The strength of our decision is underlined by increasing scrutiny on foreign visitors to restricted nations. It is no secret that many who visit persecuted Christians travel on tourist visa. This is perfectly legitimate, in my opinion, as other types of visa are inapplicable or would make it impossible to maintain the "invisibility" that such ministry requires for the safety of not only the visitor but, more importantly, the local believers.

But some have abused the system and this has not gone unnoticed by countries like India. Recently we have been receiving reports that Christians heading to India on tourist visas may have to be more careful, especially if they are heading to the state of Andhra Pradesh. Recently, police have closed prayer meetings in five areas of the state claiming foreigners were leading prayer meetings and were disturbing communal harmony. At Visakhapatnam, where such incidents were reported, commissioner of police V.S.K. Kaumudi told the press, "Whenever a foreigner visits this country he has to mention the purpose of visit. If they mention that they are coming on tourism they should restrict themselves to tourism." Kaumidi said, "On a tourist visa they can participate in prayer meetings but should not preach. If they want to come for the purpose of preaching, they can mention the purpose while taking the visa. It is for the officials to decide on the visa."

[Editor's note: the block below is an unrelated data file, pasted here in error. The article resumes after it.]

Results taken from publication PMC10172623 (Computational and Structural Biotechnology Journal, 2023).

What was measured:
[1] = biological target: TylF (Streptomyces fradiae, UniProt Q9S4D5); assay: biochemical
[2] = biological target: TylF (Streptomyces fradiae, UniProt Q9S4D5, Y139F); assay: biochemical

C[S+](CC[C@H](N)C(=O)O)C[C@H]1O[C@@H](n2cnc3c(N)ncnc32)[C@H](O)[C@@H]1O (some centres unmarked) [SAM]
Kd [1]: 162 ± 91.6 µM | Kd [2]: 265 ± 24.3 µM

Whether this is an expression of a desire to restrict religious freedom or not on the part of authorities, I cannot say. I suspect that this is. For the past decade, there has been increasingly pressure to stem the growth of Christianity through conversions, especially amoung the Dalits.

But this example does demonstrate that we who work amoung the persecuted need to be a little more thoughtful about the whole matter of accepting invitations to preach in church services and lead prayer meetings. We need to ask ourselves if this is really a best practice. I suspect that, in most cases, it is not, especially by those who are really doing something worth doing in the first place.